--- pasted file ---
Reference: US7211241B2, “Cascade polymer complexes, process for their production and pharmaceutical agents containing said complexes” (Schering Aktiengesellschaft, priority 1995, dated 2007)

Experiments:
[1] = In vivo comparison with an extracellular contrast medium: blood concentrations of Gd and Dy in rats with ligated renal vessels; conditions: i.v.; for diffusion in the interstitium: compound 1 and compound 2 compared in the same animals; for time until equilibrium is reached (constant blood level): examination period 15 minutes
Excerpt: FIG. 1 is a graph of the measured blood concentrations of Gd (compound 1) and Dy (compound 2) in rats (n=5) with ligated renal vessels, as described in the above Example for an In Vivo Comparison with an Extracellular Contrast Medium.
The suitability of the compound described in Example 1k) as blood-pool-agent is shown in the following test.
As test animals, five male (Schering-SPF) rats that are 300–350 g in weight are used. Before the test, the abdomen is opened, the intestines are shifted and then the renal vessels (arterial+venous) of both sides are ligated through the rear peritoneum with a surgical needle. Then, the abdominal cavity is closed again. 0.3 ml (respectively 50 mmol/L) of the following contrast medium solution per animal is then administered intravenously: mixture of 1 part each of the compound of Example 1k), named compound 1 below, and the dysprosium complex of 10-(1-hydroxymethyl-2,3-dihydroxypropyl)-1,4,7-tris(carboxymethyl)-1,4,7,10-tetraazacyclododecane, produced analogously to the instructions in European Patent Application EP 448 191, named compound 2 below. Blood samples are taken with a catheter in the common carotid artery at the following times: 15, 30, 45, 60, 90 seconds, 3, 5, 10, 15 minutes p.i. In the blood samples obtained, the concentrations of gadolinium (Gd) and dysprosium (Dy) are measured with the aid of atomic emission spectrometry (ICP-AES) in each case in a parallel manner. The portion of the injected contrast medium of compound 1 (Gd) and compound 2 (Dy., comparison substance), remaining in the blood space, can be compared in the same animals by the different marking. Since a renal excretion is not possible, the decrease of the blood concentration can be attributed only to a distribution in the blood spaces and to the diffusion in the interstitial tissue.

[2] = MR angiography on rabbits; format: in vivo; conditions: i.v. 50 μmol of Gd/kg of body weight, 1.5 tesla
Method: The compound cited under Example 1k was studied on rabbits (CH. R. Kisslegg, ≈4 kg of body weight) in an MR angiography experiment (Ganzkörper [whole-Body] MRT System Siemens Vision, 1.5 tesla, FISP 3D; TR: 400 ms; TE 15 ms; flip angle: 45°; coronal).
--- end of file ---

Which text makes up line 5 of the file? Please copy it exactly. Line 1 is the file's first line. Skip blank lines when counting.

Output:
The suitability of the compound described in Example 1k) as blood-pool-agent is shown in the following test.